Vinoth Ramachandra

Archive for December 2020

This gloomy year comes to a close with a glimmer of light in the form of remarkable vaccines developed and coming on board at an unprecedented rate. These vaccines are safe and offer hope to many.

However, there are serious questions about who will have access to them, and how soon; and lurking behind  all this is the all-important question of whether the exclusive pursuit of “technological fixes”, apart from giving rise to new sets of problems, can ever be a substitute for addressing the deeper moral, ecological and political challenges the world has been ignoring and which have exacerbated Covid-19.

As the global population waits for vaccines to become available, the human costs are mounting, in lives lost, long-term disability, economic collapse, children dropping out of schools, and lost livelihoods. Further, the WHO has repeatedly warned that several viruses, likely to cause pandemics similar to what we have been experiencing this year, are on the horizon- unless we take preventive measures.

In the early months of the pandemic I pointed out that the rapid spread of Covid-19 was a result of our global interconnectedness combined with deteriorating global cooperation. And that it exposed the growing health and economic disparities within nations, with the people whom we typically ignore (because they are invisible to us in “normal” times) at the forefront of caring for the victims and helping the rest of manage the effects of lockdowns. Once mass immunizations spread, and the threat of Covid-19 recedes, there should not be any return to such “business-as-usual”, whether within or between nations. It has to be a wake-up call to political, business and intellectual leaders.

The Intergovernmental Platform on Biodiversity and Ecosystem Services Workshop (27-31 July 2020, held virtually) warned that an estimated 1.7 million currently undiscovered viruses are thought to exist in mammal and avian hosts. Of these, 631,000-827,000 could have the ability to infect humans. Five new diseases emerging in people every year, any one of which has the potential to spread and become global.

The underlying causes of pandemics are the same global environmental changes that drive biodiversity loss and anthropogenic climate change.

The Report of the workshop highlighted several drivers of pandemic risk. Pandemics have their origins in diverse microbes carried by animal reservoirs, but their emergence is entirely driven by human activities. These include agricultural expansion and intensification, and wildlife trade and consumption. These bring wildlife, livestock, and people into closer contact, allowing animal microbes to move into people and lead to infections, sometimes outbreaks, and more rarely into true pandemics that spread through road networks, urban slums and global travel. Land-use change is a significant driver of pandemics and includes deforestation, human settlement in primarily wildlife habitats, the growth of cash crops and livestock production, and urban sprawl.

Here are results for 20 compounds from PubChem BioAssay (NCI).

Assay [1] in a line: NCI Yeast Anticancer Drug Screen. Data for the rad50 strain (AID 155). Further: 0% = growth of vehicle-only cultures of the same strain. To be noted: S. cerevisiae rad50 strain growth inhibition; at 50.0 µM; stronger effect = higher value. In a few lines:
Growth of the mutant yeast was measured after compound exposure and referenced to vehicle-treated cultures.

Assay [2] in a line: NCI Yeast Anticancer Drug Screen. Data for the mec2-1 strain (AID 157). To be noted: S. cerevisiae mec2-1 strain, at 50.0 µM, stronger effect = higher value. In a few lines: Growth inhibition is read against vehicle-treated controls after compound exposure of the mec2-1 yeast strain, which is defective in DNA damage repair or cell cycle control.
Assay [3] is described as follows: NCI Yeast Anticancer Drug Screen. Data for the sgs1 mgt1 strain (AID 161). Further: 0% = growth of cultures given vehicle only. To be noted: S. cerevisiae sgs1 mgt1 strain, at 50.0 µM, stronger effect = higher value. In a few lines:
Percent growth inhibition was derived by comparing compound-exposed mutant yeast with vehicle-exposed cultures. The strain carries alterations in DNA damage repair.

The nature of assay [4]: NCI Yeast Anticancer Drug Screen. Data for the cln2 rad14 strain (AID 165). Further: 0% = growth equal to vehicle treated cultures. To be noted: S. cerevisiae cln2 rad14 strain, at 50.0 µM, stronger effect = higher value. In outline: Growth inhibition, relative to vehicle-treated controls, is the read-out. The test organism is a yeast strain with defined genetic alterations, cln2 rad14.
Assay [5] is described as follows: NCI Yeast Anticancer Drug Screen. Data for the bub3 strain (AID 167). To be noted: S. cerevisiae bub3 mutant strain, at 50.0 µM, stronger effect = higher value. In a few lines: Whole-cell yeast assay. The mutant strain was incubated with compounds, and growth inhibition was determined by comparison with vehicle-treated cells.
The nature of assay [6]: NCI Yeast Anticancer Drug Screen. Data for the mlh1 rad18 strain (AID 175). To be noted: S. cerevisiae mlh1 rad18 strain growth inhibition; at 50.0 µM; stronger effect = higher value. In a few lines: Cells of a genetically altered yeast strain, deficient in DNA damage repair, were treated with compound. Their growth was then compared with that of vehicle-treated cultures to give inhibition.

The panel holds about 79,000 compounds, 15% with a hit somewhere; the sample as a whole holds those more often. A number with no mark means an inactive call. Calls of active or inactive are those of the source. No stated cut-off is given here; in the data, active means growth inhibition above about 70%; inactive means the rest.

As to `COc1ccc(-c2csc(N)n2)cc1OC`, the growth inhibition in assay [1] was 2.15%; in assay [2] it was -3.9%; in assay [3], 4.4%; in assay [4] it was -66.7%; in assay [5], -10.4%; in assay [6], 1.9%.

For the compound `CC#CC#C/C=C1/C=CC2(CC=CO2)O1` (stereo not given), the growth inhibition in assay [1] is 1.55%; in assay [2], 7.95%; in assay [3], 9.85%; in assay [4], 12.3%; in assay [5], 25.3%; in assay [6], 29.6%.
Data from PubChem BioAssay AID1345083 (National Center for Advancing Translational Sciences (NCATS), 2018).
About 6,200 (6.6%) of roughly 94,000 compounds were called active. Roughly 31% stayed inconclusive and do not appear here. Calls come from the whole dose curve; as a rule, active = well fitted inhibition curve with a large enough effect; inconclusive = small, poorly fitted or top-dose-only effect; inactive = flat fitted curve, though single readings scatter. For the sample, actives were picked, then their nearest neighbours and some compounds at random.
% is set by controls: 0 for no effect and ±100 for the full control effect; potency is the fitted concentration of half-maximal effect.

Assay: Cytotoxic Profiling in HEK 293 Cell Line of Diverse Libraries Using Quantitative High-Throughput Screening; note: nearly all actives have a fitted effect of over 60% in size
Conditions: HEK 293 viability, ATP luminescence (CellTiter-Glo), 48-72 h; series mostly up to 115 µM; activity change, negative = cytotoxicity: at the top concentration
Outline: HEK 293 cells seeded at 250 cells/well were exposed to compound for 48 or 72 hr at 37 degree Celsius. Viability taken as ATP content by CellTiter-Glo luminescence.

Earlier this year I ready of poor people in Kenya, whose hunger has worsened because of lockdown measures, resorting eating giraffe meat and that of other endangered species.

However, it is our unsustainable global consumption habits, driven by demand in developed countries and emerging economies, as well as by demographic pressure, that have to change.

“The business-as-usual approach to pandemics is based on containment and control after a disease has emerged and relies primarily on reductionist approaches to vaccine and therapeutic development rather than on reducing the drivers of pandemic risk to prevent them before they emerge”, states the Report.

Scientific and economic analysis warns us that unless we make transformative changes in our taken-for-granted “lifestyles”, the costs of climate change coupled with more regular pandemics will prove disastrous for the entire human race. This will be a century of crises, notwithstanding technological breakthroughs, many of them more dangerous than what we are currently experiencing.

We now know what it’s like to have a full-on global-scale crisis, one that disrupts everything. The world has come to feel different, with every assumption about safety and predictability turned on its head.

How can faith, “seeking understanding” as always, direct our walk into the darkness of the future? The moral theologian Oliver O’Donovan raises this question and answers in terms of Christian hope: “No act of ours can be a condition for the coming of God’s Kingdom. God’s Kingdom, on the contrary, is the condition for our acting; it underwrites the intelligibility of our purposes.” (Self, World, and Time, Vol.1, 2013)

And here is the novelist Marilyn Robinson, a sane public voice in the midst of religious and secularist obscurantism: “[B]y nature we participate in eternal things- justice, truth, compassion, love.  We have a vision of these things we have not arrived at by reason, have rarely learned from experience, have not found in history. We feel the lack. Hope leads us toward them.” (“Considering the Theological Virtues”, What Are We Doing Here?, 2018)

This is not a time for nostalgia and myths of national sovereignty. If we ever needed globally-minded statesmen and stateswomen, as opposed to mere politicians, it is now.



December 2020